There are a number of reasons that an egg donor may be required. A woman may be capable of carrying a pregnancy, but there may be a problem with the quantity and/or quality of her eggs the prevents conception from occurring. Reasons for using an egg donor may include:
- Premature menopause
- A history of chemotherapy treatment
- A history of surgical removal of both ovaries for a medical reason, such as ovarian cancer, borderline ovarian tumours, ovarian torsion
- Low ovarian reserve caused by surgery to the ovaries, medical conditions or of unknown aetiology
- A genetic condition that the mother does not want to be passed on to her child (which either cannot be avoided through the use of pre-implantation genetic diagnosis or due to a low ovarian reserve which results in an insufficient number of embryos suitable for biopsy being available)
- Poor egg quality (whilst this is usually associated with women over the age of 40 years, it can occasionally occur in younger women)
Egg donors may either be known donors (a friend or family member) or anonymous donors (usually sourced from an egg bank).
It is important to know that Australian law dictates that children conceived through the use of donor gametes (sperm, eggs, embryos) are able to access identifying information about their donor when they turn 18 years of age. In order for an Australian IVF company to be able to use access donor eggs, the women donating the eggs must consent to having their name and details entered on a donor registry, to facilitate any children conceived through the use of their donated eggs being able to contact them at a later date.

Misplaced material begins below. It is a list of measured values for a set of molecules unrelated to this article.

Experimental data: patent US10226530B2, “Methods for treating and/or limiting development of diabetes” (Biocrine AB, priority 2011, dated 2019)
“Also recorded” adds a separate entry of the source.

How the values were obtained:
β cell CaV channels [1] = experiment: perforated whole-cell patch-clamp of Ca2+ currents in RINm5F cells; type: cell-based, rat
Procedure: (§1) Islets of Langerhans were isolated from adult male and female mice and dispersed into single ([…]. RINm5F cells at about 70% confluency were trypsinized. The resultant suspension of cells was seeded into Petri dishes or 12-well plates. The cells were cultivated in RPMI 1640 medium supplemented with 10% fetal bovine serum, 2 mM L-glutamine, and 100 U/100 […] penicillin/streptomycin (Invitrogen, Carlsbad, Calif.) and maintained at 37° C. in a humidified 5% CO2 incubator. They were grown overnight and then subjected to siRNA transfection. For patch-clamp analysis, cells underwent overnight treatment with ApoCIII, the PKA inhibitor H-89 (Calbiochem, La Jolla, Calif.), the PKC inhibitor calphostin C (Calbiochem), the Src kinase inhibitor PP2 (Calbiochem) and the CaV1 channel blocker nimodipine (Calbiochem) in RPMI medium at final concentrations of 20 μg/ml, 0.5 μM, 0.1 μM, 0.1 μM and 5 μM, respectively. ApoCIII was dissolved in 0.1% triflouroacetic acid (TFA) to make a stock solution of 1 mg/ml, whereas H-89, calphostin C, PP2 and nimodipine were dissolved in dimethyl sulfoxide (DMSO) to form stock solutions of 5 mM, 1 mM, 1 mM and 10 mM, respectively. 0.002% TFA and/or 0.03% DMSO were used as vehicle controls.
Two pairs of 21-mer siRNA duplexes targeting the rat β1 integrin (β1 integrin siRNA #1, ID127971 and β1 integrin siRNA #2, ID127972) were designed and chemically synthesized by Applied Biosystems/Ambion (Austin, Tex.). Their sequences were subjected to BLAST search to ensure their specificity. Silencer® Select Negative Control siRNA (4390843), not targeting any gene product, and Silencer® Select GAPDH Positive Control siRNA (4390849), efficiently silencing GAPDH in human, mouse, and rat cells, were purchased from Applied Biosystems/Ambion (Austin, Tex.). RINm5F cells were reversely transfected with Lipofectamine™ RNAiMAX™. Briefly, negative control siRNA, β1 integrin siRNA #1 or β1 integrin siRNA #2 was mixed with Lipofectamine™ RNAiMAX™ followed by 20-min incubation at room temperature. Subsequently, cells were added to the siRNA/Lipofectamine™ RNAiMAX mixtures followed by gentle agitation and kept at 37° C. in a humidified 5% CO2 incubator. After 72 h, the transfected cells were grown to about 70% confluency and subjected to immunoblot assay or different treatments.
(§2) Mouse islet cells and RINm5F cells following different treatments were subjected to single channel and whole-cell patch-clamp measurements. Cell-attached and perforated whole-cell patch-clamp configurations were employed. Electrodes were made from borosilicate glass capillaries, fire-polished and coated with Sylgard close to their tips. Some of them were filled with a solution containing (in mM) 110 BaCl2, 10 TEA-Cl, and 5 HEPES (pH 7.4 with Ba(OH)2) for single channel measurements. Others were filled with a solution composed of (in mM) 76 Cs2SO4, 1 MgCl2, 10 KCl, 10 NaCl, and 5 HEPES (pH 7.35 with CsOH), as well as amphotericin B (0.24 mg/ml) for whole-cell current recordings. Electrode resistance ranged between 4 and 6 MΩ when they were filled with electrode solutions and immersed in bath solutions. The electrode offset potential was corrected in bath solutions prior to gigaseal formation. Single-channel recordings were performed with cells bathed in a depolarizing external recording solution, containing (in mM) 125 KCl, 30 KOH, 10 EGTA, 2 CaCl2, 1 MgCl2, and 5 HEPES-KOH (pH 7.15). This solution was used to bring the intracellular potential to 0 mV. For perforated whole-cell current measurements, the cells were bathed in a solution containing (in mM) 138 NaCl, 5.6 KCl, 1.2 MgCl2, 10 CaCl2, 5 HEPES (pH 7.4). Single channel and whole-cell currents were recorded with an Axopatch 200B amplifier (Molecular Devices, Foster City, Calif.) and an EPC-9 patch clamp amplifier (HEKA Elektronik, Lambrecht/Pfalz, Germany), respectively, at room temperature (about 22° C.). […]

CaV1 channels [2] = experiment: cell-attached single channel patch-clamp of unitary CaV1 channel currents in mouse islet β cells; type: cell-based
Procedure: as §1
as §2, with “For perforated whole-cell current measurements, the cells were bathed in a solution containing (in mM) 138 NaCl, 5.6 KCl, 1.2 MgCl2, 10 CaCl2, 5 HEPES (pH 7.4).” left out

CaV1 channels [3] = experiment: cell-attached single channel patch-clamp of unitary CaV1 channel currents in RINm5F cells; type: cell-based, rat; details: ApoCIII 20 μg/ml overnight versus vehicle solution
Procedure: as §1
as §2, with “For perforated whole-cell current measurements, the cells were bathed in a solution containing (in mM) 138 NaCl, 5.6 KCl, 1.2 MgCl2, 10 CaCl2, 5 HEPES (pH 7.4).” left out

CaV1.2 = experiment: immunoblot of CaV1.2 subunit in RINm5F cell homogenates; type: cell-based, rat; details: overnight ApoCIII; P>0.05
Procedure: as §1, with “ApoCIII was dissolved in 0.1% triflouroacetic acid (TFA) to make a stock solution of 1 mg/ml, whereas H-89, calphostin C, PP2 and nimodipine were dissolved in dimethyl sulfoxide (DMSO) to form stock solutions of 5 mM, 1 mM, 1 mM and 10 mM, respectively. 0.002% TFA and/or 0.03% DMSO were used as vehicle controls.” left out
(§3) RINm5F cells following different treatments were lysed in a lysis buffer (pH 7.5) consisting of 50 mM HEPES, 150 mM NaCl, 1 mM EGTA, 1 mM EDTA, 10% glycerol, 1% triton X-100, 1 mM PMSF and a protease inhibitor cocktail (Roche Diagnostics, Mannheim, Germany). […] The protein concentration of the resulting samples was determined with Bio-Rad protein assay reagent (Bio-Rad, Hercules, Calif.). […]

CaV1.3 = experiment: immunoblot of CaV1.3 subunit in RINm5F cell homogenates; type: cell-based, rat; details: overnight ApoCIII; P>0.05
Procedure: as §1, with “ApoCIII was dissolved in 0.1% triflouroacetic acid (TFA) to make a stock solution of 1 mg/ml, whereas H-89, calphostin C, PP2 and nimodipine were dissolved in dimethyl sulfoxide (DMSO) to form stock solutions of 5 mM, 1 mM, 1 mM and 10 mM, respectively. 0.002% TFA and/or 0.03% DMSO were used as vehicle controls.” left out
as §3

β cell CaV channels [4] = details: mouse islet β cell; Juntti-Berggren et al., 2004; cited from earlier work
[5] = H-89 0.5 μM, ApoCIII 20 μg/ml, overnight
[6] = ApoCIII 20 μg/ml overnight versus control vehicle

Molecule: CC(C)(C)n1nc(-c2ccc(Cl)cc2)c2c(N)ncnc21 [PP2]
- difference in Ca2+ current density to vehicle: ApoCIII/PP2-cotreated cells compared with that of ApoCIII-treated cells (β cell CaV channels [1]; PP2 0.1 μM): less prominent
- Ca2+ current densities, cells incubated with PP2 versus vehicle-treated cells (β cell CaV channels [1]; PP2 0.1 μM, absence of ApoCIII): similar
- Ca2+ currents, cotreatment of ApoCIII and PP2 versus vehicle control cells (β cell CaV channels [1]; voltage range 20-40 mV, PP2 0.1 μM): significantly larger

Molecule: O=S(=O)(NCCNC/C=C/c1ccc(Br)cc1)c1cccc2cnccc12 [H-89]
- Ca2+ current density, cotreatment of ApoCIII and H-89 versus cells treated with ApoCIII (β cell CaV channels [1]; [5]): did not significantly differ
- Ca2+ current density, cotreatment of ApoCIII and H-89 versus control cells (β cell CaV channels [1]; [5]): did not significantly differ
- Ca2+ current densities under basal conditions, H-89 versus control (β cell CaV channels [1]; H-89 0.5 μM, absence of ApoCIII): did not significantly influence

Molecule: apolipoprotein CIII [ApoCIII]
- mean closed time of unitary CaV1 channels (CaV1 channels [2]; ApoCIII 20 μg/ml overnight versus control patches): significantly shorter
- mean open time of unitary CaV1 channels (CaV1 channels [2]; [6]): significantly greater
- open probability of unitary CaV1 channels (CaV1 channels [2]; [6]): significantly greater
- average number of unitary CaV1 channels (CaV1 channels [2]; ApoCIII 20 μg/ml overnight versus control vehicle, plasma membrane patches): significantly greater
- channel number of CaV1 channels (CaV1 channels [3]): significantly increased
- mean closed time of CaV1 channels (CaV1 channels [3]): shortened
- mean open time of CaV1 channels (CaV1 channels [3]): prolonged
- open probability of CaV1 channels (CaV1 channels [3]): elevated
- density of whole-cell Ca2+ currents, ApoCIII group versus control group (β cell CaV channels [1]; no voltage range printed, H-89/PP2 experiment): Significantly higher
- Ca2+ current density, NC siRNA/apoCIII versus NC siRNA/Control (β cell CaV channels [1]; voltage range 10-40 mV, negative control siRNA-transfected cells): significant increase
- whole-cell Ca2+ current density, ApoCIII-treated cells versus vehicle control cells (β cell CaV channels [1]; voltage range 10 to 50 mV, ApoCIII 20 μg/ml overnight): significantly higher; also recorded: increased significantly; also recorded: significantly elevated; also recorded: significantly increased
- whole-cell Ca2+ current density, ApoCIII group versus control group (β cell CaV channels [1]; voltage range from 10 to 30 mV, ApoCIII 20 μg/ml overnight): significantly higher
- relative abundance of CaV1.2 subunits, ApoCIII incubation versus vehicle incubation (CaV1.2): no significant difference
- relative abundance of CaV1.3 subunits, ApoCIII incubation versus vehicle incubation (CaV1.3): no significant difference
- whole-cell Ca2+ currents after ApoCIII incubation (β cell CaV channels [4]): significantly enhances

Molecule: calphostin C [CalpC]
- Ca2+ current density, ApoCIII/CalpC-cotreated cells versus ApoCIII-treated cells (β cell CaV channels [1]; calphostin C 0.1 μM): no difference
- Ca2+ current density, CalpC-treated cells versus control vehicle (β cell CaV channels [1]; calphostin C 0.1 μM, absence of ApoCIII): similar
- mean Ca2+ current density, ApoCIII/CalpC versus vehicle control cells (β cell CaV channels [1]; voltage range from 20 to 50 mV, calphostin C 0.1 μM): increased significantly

Australian law also regulates against the payment of gamete (sperm, egg, embryo) donors. All donations must be provided altruistically.
It is possible to access donor eggs through Genea.
The first step is to arrange a consultation with me. At this consultation, I will arrange a full fertility assessment to ensure that there are no obvious issues that would preclude you from conceiving.
You will then be placed in contact with the donor co-ordinator at Genea. As part of the process, you will be required to undergo a counselling session with the Genea counsellors. If you are using a known donor, the donor will also be required to undergo a counselling session. The counselling sessions are important to ensure that everyone involved in the process has a good understanding of their rights and obligations, and forethought is given to any situations that may arise in the future and how these situations will be handled.
All donors undergo serological testing (including testing for hepatitis B, hepatitis C and HIV) prior to providing the semen specimen. In order to produce the required eggs, the donor will need to go through a process of ovarian stimulation plus an egg collection procedure.
The legal and logistical situation regarding donor eggs changes, so whilst the above information is correct as at the time of publication (Sept 2019) it may change. If you would like further information, you can contact the donor co-ordinator at Genea at firstname.lastname@example.org.